Since the tour of the St. Andrews Links, which I discussed in my previous blog, was only one hour long, I still had plenty of time to check out the surroundings. And so I did. I meandered down to the beach, climbing on the rocks that connected the beach and golf course. It was obvious the beach was very much a part of the golf course experience as there were plenty of people walking it.

After walking around the beach, I took the slippery way around to the edge of the course into town where the University of St. Andrews lay. It was a great introduction into the town. The old buildings and beautiful flowers and trees welcomed me on. I was already in love with the town.

I took a corner down the side of the University of St. Andrews Cathedral and could hear the sound of children playing. It was a festival of some kind. I continued walking and strolled onto a busy main street. More busy with pedestrians than cars. There were pubs, restaurants, shops, and everything in between. To my right was a lovely little fountain that cars and people had to move around. I ventured to my left and walked toward more shops. I walked through side streets and alleys, taking photos and getting a feel for the town.

As I moved about in multiple squares that wound up in a circle leading back to where I started, I saw a broken down wall that caught my eye. I walked toward it. It would be the beginning of some incredible sights.


I walked to the wall and found the ruins of St. Andrews Cathedral—not the university. They were nestled along the edge of the coastline with its towers and walls overlooking the blue waters. It was an incredible site to see. Within the walls of the cathedral were tombstones from long ago.

I walked along the edges of the walls. Took photos of the towers and the coastline and the tombstones. I scoured, it felt like, every inch of the ruins. I was enamored with it.


After quite a spell, I was feeling very hungry. As I walked out of the ruins, I was drawn by several other photo opportunities, including a little pass-through for cars and a garden of one of the university deans. This only forced me to put off eating even longer.

I finally found a spot called Innis and Gunn, which is also a local brewery. I walked upstairs to sit on the balcony that overlooked the cathedral of the University of St. Andrews—not the ruins.

When I walked into the pub, there were a bunch of young men dressed in kilts. The young women were in nice gowns. I felt overdressed (sarcasm). This is one of the main reasons I scooted up to the second floor.

I ordered a pint and a burger and sat close to a couple who were enjoying the view as well. We talked about what was going on across the street. It was a wedding, and apparently a very nice one as they were having it inside the cathedral. I suggested it might be a royal wedding and they agreed that it might be. Imagine that. Me getting to view part of a royal wedding on my one day in St. Andrews.

I took several photos and then finally took it easy and began on my burger and beer and continued the conversation. They were both really nice and we had some good laughs before they had to leave. They were from a little town north of Glasgow. They were on a holiday as well. It was called September Holiday. I asked if it had an actual name, and they said that was it. I asked if they had any holidays with actual names and they said no, aside from Christmas. He said they get a holiday for the Queen’s birthday, which is celebrated twice a year. I can’t remember if the holiday is for the actual birthday or the made-up date. I don’t think he knew either.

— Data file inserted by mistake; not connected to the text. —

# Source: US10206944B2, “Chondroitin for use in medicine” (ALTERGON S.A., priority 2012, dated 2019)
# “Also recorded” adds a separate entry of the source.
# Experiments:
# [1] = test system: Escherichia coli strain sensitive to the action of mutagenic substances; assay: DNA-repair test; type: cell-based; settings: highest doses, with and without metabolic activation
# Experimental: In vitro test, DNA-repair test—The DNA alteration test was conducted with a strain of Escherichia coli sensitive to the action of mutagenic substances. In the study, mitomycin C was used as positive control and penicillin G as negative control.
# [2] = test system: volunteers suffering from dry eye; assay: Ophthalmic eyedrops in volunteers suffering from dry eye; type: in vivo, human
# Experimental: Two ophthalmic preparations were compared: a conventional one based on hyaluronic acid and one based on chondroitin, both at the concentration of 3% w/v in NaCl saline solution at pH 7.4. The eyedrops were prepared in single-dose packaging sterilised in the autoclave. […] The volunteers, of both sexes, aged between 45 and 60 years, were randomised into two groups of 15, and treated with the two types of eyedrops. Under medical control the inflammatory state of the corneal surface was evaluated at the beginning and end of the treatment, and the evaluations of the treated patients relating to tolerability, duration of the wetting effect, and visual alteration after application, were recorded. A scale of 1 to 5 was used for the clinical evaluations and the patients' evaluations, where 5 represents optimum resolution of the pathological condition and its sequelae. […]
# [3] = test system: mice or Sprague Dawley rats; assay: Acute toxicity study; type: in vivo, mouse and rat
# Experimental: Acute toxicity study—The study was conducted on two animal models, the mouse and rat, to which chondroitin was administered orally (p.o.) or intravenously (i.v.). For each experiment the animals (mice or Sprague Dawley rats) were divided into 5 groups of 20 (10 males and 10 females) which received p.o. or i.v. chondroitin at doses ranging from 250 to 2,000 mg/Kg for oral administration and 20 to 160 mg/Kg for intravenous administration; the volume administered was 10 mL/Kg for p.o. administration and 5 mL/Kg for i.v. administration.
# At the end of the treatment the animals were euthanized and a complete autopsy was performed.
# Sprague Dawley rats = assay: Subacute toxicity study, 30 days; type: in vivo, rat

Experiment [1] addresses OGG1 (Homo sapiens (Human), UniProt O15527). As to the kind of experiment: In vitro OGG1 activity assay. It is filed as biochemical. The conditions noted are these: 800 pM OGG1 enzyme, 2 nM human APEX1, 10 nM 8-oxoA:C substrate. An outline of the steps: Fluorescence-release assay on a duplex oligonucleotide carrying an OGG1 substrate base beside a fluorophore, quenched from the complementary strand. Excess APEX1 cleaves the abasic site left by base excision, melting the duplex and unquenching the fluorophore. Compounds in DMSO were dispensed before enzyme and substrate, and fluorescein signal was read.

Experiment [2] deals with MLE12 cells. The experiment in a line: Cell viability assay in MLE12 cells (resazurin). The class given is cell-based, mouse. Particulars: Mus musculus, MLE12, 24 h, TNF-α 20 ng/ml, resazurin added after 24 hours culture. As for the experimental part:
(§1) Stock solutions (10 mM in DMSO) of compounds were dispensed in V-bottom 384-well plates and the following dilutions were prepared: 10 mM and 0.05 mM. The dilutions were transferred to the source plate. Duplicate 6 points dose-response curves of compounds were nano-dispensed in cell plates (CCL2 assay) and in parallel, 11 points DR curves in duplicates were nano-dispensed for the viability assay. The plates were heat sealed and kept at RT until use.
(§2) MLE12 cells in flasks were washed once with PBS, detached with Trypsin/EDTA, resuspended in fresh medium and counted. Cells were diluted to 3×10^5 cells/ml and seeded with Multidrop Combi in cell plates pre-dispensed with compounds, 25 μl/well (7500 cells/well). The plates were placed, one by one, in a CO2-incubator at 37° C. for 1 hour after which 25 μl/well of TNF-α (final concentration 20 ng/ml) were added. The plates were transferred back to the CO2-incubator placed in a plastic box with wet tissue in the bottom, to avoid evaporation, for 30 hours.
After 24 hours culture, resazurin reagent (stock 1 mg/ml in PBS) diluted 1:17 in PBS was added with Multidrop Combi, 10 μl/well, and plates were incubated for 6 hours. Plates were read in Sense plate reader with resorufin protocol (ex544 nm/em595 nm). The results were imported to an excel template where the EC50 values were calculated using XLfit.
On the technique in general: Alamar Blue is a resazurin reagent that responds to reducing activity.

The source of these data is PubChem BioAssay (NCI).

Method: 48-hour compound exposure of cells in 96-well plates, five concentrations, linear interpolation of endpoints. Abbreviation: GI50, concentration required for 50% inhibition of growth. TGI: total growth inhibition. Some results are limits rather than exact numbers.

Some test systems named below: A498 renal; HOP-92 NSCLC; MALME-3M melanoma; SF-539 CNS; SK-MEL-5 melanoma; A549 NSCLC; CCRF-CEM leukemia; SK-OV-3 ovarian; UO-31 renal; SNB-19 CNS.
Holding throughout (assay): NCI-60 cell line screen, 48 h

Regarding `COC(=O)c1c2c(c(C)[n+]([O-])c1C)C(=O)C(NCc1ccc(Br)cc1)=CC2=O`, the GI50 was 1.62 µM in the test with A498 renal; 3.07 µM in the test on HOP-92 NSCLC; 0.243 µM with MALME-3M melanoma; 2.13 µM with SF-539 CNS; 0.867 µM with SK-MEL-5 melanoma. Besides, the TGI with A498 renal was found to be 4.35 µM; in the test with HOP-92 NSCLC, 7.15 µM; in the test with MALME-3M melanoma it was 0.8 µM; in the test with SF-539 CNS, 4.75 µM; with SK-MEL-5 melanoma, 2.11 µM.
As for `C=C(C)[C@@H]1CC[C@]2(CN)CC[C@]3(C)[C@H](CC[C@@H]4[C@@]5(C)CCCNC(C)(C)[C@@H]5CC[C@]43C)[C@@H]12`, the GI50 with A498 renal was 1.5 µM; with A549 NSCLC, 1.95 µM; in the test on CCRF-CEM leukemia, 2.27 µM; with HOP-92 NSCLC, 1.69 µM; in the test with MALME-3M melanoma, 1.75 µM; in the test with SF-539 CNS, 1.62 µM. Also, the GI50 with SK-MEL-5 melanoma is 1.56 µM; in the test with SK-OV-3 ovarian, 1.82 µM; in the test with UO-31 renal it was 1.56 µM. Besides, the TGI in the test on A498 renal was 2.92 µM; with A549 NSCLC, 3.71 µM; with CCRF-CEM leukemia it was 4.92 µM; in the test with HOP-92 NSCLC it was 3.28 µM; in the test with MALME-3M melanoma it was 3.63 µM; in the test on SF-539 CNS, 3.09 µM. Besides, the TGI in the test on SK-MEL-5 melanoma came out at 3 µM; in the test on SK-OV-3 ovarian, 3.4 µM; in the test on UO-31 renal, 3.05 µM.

Once they left, I finished my meal and got back to touring St. Andrews. I still had a few more hours left.

I walked back to the golf course and went to the golf shop before they closed for the day. I love it and hate it when there are so many things I want to buy. I grabbed a couple of caps and walked out to the course to go get a few shots of some of the greens.

After spending some time walking only a small portion of the course, my legs began to ache and I was aching for some coffee to keep me on my feet. I walked back to the town and went inside a Starbucks (have to do it at least once—I went to one in South Korea, so why not Scotland?). With a coffee in my hand, I sat down on a bench that overlooked the cobblestone street. I sat for a while stretching my legs and sipping my brew, when I looked down and realized I didn’t have my shopping bag. Crap! I jumped up and decided to retrace my steps. First stop was Starbucks. Lo and behold, I had left the bag there. All was right with the world.

I returned to my seat, finished my coffee, and let the time pass me by.


Before leaving St. Andrews, I wanted to get a real feel for the people of the town. There’s no better way to do that than to visit the local pub. I went into The Keys Bar. I actually walked by it and looked through the open door and saw how loud and packed it was. It looked like a pub for locals. The perfect place.

It had all the atmosphere a tourist could want. It was jam-packed, loud, crowded, full of locals shouting words and phrases I could hardly understand. It was a slice of pub heaven for me. It was such an authentic experience. And this wasn’t a bar with a bunch of young people trying their best to get drunk. It was predominantly a 50-and-up crowd. You could tell it was full of old friends, which honestly was a bit heartwarming.

I finished my pint and made my way to the bus station to get back to the train. It had been a wonderful day in St. Andrews. Now if I could just stop screwing up these train rides.